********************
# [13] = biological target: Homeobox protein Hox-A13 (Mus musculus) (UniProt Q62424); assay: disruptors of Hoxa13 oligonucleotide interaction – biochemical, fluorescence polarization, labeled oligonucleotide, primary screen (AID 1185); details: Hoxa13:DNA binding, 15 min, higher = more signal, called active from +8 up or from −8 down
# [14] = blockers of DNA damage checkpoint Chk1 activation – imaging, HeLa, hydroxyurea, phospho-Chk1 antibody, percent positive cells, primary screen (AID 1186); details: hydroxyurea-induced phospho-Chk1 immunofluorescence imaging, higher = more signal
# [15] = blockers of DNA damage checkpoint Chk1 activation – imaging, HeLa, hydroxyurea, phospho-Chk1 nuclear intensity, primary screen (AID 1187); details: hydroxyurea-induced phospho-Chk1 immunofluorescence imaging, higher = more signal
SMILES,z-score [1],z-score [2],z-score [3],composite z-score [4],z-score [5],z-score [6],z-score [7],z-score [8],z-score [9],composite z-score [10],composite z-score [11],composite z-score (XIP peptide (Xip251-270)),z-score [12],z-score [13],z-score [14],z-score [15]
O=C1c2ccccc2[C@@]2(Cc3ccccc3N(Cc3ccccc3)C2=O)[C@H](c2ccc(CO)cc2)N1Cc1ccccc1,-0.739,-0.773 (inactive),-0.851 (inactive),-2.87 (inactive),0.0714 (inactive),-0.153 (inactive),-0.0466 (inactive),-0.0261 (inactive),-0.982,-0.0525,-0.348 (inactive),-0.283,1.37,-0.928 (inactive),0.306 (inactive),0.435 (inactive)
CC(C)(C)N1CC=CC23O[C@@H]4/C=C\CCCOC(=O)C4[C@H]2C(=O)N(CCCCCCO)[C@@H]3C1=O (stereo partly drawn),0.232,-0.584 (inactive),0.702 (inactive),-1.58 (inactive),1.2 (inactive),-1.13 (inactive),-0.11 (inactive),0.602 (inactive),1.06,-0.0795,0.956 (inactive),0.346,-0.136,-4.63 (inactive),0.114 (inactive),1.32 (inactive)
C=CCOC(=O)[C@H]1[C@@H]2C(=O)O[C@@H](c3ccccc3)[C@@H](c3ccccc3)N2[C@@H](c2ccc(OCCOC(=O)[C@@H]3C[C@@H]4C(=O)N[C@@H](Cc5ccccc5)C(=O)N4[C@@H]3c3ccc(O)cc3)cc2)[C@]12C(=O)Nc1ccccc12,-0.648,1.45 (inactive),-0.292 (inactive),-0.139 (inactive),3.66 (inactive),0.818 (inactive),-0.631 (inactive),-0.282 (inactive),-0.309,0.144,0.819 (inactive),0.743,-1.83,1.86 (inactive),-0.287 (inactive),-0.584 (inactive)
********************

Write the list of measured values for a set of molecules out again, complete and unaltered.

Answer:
# [13] = biological target: Homeobox protein Hox-A13 (Mus musculus) (UniProt Q62424); assay: disruptors of Hoxa13 oligonucleotide interaction – biochemical, fluorescence polarization, labeled oligonucleotide, primary screen (AID 1185); details: Hoxa13:DNA binding, 15 min, higher = more signal, called active from +8 up or from −8 down
# [14] = blockers of DNA damage checkpoint Chk1 activation – imaging, HeLa, hydroxyurea, phospho-Chk1 antibody, percent positive cells, primary screen (AID 1186); details: hydroxyurea-induced phospho-Chk1 immunofluorescence imaging, higher = more signal
# [15] = blockers of DNA damage checkpoint Chk1 activation – imaging, HeLa, hydroxyurea, phospho-Chk1 nuclear intensity, primary screen (AID 1187); details: hydroxyurea-induced phospho-Chk1 immunofluorescence imaging, higher = more signal
SMILES,z-score [1],z-score [2],z-score [3],composite z-score [4],z-score [5],z-score [6],z-score [7],z-score [8],z-score [9],composite z-score [10],composite z-score [11],composite z-score (XIP peptide (Xip251-270)),z-score [12],z-score [13],z-score [14],z-score [15]
O=C1c2ccccc2[C@@]2(Cc3ccccc3N(Cc3ccccc3)C2=O)[C@H](c2ccc(CO)cc2)N1Cc1ccccc1,-0.739,-0.773 (inactive),-0.851 (inactive),-2.87 (inactive),0.0714 (inactive),-0.153 (inactive),-0.0466 (inactive),-0.0261 (inactive),-0.982,-0.0525,-0.348 (inactive),-0.283,1.37,-0.928 (inactive),0.306 (inactive),0.435 (inactive)
CC(C)(C)N1CC=CC23O[C@@H]4/C=C\CCCOC(=O)C4[C@H]2C(=O)N(CCCCCCO)[C@@H]3C1=O (stereo partly drawn),0.232,-0.584 (inactive),0.702 (inactive),-1.58 (inactive),1.2 (inactive),-1.13 (inactive),-0.11 (inactive),0.602 (inactive),1.06,-0.0795,0.956 (inactive),0.346,-0.136,-4.63 (inactive),0.114 (inactive),1.32 (inactive)
C=CCOC(=O)[C@H]1[C@@H]2C(=O)O[C@@H](c3ccccc3)[C@@H](c3ccccc3)N2[C@@H](c2ccc(OCCOC(=O)[C@@H]3C[C@@H]4C(=O)N[C@@H](Cc5ccccc5)C(=O)N4[C@@H]3c3ccc(O)cc3)cc2)[C@]12C(=O)Nc1ccccc12,-0.648,1.45 (inactive),-0.292 (inactive),-0.139 (inactive),3.66 (inactive),0.818 (inactive),-0.631 (inactive),-0.282 (inactive),-0.309,0.144,0.819 (inactive),0.743,-1.83,1.86 (inactive),-0.287 (inactive),-0.584 (inactive)